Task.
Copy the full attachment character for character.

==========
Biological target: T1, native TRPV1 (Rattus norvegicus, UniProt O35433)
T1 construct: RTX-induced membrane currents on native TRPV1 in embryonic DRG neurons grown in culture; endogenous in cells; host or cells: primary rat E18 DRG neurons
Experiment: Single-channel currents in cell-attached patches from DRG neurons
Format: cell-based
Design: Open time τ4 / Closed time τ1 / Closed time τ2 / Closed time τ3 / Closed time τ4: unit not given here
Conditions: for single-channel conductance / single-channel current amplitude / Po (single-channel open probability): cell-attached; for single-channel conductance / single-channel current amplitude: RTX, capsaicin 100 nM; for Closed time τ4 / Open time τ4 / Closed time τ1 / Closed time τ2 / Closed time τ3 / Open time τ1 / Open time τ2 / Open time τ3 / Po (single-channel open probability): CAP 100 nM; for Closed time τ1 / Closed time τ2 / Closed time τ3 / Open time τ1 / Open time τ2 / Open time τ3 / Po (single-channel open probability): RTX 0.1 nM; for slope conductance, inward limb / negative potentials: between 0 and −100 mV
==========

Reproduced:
Biological target: T1, native TRPV1 (Rattus norvegicus, UniProt O35433)
T1 construct: RTX-induced membrane currents on native TRPV1 in embryonic DRG neurons grown in culture; endogenous in cells; host or cells: primary rat E18 DRG neurons
Experiment: Single-channel currents in cell-attached patches from DRG neurons
Format: cell-based
Design: Open time τ4 / Closed time τ1 / Closed time τ2 / Closed time τ3 / Closed time τ4: unit not given here
Conditions: for single-channel conductance / single-channel current amplitude / Po (single-channel open probability): cell-attached; for single-channel conductance / single-channel current amplitude: RTX, capsaicin 100 nM; for Closed time τ4 / Open time τ4 / Closed time τ1 / Closed time τ2 / Closed time τ3 / Open time τ1 / Open time τ2 / Open time τ3 / Po (single-channel open probability): CAP 100 nM; for Closed time τ1 / Closed time τ2 / Closed time τ3 / Open time τ1 / Open time τ2 / Open time τ3 / Po (single-channel open probability): RTX 0.1 nM; for slope conductance, inward limb / negative potentials: between 0 and −100 mV